Thrushes – Overview


The thrush family (Turdidae) is a group of medium-small to medium-large songbirds represented in our area by five species: two big colorful thrushes (robin and varied thrush), two small brown thrushes (hermit and Swainson’s thrush), and the western bluebird. All have small, thin bills for feeding primarily on bugs and berries. This means that thrushes are generally not attracted to backyard birdfeeders offering sunflower and other seeds, but they can be tempted by offerings of live mealworms or by birdbaths. You can also recognize the family resemblance among these birds by their generally rather plump bodies, upright posture, and somewhat large black eyes which give them, in the words of naturalist Scott Wiedensaul, “the appearance (if not the reality) of intelligence and personality.” The thrush family has generally been held in high esteem in America, above all for their songs: from the ubiquitous bold confidence of the American robin, to the ethereal melancholy of the hermit thrush, the rising fluting of the Swainson’s thrush, and the mysterious quavers of the varied thrush. And while our last thrush, the western bluebird, is not a great singer, he seems to have nonetheless established an unshakeable position in the world’s affection, with a comparable number of disparagers to rainbows and kittens.

American Robin

Our most common thrush, found in neighborhoods and woods, widespread throughout the year. These largish birds with red-orange breasts and dark backs are a familiar sight hunting worms in lawns or scarfing berries in trees. Robins are almost as familiar to ears as to eyes, with their cheering song one of the central voices in spring’s great chorus. Read the full essay.

Varied Thrush

Photo by Eugene Beckes

A highly mysterious, robin-sized bird of northwestern forests, the varied thrush descends to our latitudes in winter, subtly infiltrating our densest, darkest woods and filling them with ineffable sensations of shadowy elusivity. You won’t see these birds parading down the neighborhood, but you can find them in forest preserves like Indian Tree, Indian Valley, and other more expansive collections of conifers elsewhere in the county. Read the full essay.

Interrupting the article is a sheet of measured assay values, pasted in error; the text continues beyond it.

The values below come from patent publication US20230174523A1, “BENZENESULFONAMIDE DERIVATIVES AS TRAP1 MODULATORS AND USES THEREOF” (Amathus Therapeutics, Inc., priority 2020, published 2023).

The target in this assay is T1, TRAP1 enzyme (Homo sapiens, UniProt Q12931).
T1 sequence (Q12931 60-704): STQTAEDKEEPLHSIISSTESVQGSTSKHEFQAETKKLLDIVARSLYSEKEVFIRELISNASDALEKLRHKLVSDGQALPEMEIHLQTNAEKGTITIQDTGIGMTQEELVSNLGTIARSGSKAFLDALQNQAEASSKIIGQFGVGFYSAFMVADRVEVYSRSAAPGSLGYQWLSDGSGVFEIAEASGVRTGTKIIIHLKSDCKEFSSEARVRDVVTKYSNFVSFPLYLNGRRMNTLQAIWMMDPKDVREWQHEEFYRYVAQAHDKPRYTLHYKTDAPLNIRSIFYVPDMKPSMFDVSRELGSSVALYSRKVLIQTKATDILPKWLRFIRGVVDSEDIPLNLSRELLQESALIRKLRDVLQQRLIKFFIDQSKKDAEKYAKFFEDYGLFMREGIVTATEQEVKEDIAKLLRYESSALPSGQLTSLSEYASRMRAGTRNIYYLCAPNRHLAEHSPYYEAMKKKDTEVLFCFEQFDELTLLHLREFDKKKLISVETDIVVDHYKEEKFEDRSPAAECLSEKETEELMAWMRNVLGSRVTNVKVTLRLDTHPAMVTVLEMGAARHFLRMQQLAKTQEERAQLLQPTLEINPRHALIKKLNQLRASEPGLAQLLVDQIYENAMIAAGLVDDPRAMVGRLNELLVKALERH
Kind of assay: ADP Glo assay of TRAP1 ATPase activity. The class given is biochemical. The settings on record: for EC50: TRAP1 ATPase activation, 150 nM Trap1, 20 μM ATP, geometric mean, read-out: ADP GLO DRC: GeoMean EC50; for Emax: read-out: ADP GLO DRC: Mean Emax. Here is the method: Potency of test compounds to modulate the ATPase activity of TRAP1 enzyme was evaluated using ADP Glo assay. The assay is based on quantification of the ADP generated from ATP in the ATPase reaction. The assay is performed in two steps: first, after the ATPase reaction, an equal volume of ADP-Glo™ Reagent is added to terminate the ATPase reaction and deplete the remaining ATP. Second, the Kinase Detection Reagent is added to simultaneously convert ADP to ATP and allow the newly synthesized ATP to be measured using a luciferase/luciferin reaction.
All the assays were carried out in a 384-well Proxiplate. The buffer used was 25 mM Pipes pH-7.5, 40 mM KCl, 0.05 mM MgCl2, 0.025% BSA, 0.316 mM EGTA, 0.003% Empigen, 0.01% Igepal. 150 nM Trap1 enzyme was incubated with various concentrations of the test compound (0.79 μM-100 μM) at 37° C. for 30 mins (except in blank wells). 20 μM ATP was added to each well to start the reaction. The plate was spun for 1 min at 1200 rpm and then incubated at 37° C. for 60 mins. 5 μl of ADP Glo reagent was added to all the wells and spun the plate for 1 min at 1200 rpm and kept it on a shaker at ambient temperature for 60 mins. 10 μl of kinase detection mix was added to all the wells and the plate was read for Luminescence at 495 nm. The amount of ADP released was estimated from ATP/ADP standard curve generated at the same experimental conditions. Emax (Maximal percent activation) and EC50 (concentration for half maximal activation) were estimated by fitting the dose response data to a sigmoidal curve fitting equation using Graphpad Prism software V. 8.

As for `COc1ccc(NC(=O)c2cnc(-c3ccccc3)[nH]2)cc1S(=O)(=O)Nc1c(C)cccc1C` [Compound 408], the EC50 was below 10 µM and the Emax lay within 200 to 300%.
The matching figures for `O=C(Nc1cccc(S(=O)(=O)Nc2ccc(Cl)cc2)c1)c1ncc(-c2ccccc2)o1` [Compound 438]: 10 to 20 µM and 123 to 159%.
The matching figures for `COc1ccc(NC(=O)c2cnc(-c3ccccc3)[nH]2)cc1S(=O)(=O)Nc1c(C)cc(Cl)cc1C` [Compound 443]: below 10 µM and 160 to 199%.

Hermit Thrush

Local photo by S. Hunt

Many have declared the robin to be the most cheering singer in American birdlife. The hermit thrush makes a strong claim to have the loveliest and most sweetly melancholic song, which you can hear in their breeding grounds in conifer forests such as found at Indian Tree Open Space Preserve. These small and subtle forest thrushes are cloaked in brown, spotted with camouflaging dots, and sedately decorated only with an earthy red tail. In winter, they become easier to find, with additional migrant birds spreading throughout both woodland and neighborhood habitats, free from the nesting season’s exacting requirements.

Swainson’s Thrush

Photo by Mick Thompson/Eastside Audubon

The Swainson’s thrush is a close relative to the hermit thrush: another small brown thrush who trades his cousin’s red tail for yet more brown. He also shares some of the hermit’s musical gifts, with a rising fluting song that has its own undeniable loveliness. Swainson’s thrushes are summer visitors only to the Bay Area and although fairly common in Marin County, are only rarely encountered in Novato’s immediate environs, with our relative scarcity of their ideal nesting habitat of forest with a dense, moist understory – either near a creek or in the regularly fog-bathed coastal side of the county. If you see them regularly in Novato, I’d like to know where!

Western Bluebird

Local Photo by Christine Hansen

These unmistakable birds of blue and red (females echo this color pattern in more muted form) are universally loved. They are colorful, they like to nest in the houses we give them, they eat a prodigious number of insects, and they demonstrate to jays how a bird can be both strikingly blue and at the same time quiet, demure, and mild-mannered. To us, that is – their insect prey doubtless feel differently. Bluebirds are found in open habitats, nesting in cavities in the scattered mature trees of our oak savannah community or in human-made nest boxes. Look for them at Mount Burdell, Olompali, Stafford Lake, Rush Creek, and wherever else the press of humanity and the press of the woods relax enough give them room to do what they do best: perch somewhere with sharp-eyed alertness, making periodic sallies as appetite and opportunity coincide.

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